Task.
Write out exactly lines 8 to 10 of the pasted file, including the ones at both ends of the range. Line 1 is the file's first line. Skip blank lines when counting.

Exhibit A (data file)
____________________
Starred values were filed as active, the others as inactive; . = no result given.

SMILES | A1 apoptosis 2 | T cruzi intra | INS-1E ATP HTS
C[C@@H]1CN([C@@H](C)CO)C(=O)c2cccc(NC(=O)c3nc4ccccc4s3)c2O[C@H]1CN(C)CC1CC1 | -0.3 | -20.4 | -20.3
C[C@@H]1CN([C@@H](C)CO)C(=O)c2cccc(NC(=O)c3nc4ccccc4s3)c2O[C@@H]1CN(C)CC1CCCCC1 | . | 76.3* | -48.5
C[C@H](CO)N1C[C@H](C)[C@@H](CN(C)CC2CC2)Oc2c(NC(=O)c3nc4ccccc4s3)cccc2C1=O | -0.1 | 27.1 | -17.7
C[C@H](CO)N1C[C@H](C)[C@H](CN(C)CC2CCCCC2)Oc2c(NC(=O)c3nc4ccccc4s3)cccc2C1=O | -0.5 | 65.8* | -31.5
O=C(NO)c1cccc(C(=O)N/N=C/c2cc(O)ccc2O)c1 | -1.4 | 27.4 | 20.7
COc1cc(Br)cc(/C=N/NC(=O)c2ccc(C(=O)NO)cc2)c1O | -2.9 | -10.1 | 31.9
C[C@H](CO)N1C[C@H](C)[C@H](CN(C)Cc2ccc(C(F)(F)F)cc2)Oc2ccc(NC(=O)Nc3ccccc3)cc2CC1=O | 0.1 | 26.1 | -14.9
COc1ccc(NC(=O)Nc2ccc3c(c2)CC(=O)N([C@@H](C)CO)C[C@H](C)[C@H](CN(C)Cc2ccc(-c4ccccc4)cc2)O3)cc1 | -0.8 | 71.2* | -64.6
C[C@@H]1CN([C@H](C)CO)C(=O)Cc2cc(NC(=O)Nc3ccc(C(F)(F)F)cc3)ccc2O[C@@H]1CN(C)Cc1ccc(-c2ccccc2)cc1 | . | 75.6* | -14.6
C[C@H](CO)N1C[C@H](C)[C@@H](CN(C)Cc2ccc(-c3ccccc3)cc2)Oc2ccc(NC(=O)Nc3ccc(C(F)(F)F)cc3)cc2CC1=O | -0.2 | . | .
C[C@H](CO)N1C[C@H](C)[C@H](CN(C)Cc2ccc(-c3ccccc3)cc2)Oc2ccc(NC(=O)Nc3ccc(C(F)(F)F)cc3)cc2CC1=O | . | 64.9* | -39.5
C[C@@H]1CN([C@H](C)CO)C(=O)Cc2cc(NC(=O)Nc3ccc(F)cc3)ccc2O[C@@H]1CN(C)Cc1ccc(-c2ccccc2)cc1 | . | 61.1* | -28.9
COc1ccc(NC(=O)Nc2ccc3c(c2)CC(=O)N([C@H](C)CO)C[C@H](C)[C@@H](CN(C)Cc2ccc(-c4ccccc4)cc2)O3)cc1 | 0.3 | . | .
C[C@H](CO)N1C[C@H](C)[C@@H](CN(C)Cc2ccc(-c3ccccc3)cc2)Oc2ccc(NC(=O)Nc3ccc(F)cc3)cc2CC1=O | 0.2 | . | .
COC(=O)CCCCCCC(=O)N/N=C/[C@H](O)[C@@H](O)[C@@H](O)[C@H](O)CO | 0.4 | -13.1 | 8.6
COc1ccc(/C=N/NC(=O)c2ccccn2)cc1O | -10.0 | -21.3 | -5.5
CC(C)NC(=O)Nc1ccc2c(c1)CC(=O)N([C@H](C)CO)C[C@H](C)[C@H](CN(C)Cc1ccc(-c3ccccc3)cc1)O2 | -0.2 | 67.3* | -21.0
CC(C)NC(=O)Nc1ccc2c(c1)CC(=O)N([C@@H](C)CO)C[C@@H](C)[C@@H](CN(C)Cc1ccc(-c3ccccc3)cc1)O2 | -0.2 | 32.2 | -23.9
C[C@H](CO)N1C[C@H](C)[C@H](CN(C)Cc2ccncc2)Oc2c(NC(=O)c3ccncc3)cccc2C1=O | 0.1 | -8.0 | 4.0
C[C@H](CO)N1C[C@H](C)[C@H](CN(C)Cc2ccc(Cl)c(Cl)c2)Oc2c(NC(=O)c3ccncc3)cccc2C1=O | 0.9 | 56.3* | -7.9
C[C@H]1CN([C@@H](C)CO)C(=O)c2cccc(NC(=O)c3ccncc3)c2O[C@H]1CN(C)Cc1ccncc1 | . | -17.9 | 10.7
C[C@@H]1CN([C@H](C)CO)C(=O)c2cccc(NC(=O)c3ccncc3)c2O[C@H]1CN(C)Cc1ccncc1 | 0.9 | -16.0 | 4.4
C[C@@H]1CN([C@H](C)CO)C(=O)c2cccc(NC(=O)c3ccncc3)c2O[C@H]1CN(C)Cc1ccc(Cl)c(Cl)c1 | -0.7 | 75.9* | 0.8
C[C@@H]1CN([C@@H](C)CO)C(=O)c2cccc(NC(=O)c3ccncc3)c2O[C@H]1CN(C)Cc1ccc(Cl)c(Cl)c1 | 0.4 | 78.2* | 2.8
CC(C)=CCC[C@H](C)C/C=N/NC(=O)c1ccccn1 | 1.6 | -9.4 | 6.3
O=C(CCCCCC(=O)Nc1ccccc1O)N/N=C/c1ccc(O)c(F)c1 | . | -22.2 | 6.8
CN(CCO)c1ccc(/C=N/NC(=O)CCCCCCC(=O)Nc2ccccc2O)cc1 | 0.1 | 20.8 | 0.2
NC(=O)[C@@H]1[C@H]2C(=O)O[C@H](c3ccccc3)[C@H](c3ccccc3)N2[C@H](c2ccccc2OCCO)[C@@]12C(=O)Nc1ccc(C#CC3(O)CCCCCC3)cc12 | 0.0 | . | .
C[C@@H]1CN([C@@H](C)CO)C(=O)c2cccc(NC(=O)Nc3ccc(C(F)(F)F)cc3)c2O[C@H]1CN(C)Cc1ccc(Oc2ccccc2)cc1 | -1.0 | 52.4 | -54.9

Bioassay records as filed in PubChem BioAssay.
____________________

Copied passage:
COc1cc(Br)cc(/C=N/NC(=O)c2ccc(C(=O)NO)cc2)c1O | -2.9 | -10.1 | 31.9
C[C@H](CO)N1C[C@H](C)[C@H](CN(C)Cc2ccc(C(F)(F)F)cc2)Oc2ccc(NC(=O)Nc3ccccc3)cc2CC1=O | 0.1 | 26.1 | -14.9
COc1ccc(NC(=O)Nc2ccc3c(c2)CC(=O)N([C@@H](C)CO)C[C@H](C)[C@H](CN(C)Cc2ccc(-c4ccccc4)cc2)O3)cc1 | -0.8 | 71.2* | -64.6